Dating with Mental Illness

Written by Rachel Burnham on . Posted in Dating

A Reader Asks:

For many years, I have managed my depression and anxiety with the help of a supportive family, medical professionals, and learned coping strategies. I recently entered the dating scene and feel judged and hurt by those choosing not to date me because of my illness. How early in the dating process am I required to disclose that I have a mental health condition? How should I feel about those choosing to not give me a chance? I have many wonderful traits that can and should be appreciated in a relationship. Don’t I deserve to be married too?

 Dating Coach Rachel Burnham Responds:

I deeply feel your pain, and I want to praise you for being actively engaged in managing your mental health as you seek your match.

Because mental health conditions are diverse and each situation and individual is different, I can’t offer a standard recommendation for when and how to disclose details. I would recommend consulting a mental health professional, rabbi, and/or dating coach who knows you well personally to answer those specific questions. What I can do, however, is offer some thoughts that may help you in your dating journey, as well as some advice for people on the other side of the table considering dating someone with a disclosed mental health condition.

Building with honesty: All healthy relationships are built on a bedrock of trust and honesty. Not sharing sensitive, yet vital, information can eat away at the foundation of a relationship and often end it. Front load the relationship with non-judgmental connection and openness so that there’s some level of safety when divulging your condition. This will allow them to see you for who you are and not just a diagnosis.

Having a mental illness does not have to mean you are unstable. Many individuals who have sought treatment for mental health have developed coping strategies, have a great support system, and enjoy an active and stable social, work, and family life. Stereotypes and popular depictions of mental illness can leave people who haven’t been exposed to it through friends or family with a lot of misconceptions.

Be willing to have an open conversation if the other person is interested, and pay attention to the questions they ask and their reactions to your answers. If someone is quick to be dismissive or judgmental, that is not a reflection on you or your condition. They might just not be for you.

Go where you are wanted: We all want to be with someone who can appreciate our inner and outer beauty. All disabilities aside, we obviously won’t be a fit for everyone. Many waste time chasing those that don’t want them only to find themselves in deep heartbreak, disappointment, and frustration.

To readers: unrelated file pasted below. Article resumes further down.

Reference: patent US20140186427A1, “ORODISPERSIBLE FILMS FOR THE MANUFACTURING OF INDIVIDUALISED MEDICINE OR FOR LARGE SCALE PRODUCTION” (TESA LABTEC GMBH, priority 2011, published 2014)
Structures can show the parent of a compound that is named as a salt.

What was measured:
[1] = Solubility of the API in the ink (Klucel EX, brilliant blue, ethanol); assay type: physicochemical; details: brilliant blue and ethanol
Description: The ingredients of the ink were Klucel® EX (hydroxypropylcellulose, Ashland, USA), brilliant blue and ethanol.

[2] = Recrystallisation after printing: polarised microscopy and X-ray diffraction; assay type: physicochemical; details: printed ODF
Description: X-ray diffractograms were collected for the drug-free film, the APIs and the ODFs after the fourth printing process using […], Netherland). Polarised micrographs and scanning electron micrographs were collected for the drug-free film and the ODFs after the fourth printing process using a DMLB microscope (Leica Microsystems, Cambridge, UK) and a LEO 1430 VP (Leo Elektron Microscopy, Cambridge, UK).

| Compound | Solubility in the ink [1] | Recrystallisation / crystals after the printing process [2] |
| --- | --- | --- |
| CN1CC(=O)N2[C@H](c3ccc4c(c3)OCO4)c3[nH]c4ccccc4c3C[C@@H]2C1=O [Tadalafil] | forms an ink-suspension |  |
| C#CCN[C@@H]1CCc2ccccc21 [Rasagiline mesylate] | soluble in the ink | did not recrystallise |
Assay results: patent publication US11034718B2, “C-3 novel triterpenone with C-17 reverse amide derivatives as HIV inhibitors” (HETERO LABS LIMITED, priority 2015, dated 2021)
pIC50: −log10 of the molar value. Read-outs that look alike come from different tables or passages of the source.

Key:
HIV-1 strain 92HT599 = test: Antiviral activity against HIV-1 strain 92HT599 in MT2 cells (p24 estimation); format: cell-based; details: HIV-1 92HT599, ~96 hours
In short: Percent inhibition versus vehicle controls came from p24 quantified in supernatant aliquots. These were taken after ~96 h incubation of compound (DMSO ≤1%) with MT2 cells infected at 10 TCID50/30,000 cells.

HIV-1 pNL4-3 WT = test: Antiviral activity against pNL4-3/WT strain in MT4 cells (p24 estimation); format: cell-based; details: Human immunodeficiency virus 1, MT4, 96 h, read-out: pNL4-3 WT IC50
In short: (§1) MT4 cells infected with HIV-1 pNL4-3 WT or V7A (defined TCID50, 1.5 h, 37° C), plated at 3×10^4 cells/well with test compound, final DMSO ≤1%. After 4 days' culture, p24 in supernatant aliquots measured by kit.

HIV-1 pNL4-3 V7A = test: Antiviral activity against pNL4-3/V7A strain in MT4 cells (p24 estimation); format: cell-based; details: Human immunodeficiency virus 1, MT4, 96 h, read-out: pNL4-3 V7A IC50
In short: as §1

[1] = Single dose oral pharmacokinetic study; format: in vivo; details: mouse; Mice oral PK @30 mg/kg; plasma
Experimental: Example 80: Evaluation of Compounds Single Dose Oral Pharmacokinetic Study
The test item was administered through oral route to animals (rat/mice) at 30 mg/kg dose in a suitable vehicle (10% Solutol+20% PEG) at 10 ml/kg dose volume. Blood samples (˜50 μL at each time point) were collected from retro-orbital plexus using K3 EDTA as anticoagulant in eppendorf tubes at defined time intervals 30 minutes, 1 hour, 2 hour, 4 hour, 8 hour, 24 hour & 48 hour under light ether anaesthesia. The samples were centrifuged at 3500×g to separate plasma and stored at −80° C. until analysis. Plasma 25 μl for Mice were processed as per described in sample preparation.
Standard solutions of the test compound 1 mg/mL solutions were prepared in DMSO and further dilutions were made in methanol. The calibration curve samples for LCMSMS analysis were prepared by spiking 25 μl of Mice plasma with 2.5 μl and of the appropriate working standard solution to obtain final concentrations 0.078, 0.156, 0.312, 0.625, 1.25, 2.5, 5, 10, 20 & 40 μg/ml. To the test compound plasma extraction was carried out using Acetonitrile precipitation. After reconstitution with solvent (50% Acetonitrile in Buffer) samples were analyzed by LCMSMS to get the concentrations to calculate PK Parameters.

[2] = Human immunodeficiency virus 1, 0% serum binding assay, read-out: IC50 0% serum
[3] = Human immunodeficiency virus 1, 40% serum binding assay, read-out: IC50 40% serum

If someone gives off a clear message of disinterest, move on. If someone won’t give you a chance, why spend your life or even a date with them? Accept that it’s not a match, and move on. This leaves you more time to spend with the right person instead of spending time with someone else’s future spouse.

The benefit of this approach is that when we do find the right person, we know they are invested in the relationship because they want to be, not because we chased, begged, or had others push them to date us.

To those across the table:

R-E-S-P-E-C-T: Always maintain respect for someone who has disclosed difficult information. As I always say, we don’t have to date or marry anyone we don’t want to, but being a mentsch (good person) is not optional.

It is not your job to fix this person: Even though it often comes from a well-meaning place, this approach to the relationship — any relationship, really —will only destroy the connection and respect between you. Accept the person you are with, be supportive, and move forward as you’d want them to do for you.

Communication is key: If you are in a relationship with someone with a mental health condition and find yourself in a situation where you feel out of your depth, don’t be afraid to seek advice from a mental health professional, rabbi, and/or dating coach. Also, don’t forget that open communication with a potential partner lays a framework for a strong, resilient future together.

Remember, dear reader, that dating is about finding that special person that is suitable for you. Wishing you the shortest route on this sensitive journey to your longest relationship!

By Rachel Burnham

Rachel Burnham coaches Jewish singles, helping them gain and maintain clarity and peace of mind as they navigate the path to love, connection, and lifelong companionship. Email This email address is being protected from spambots. You need JavaScript enabled to view it.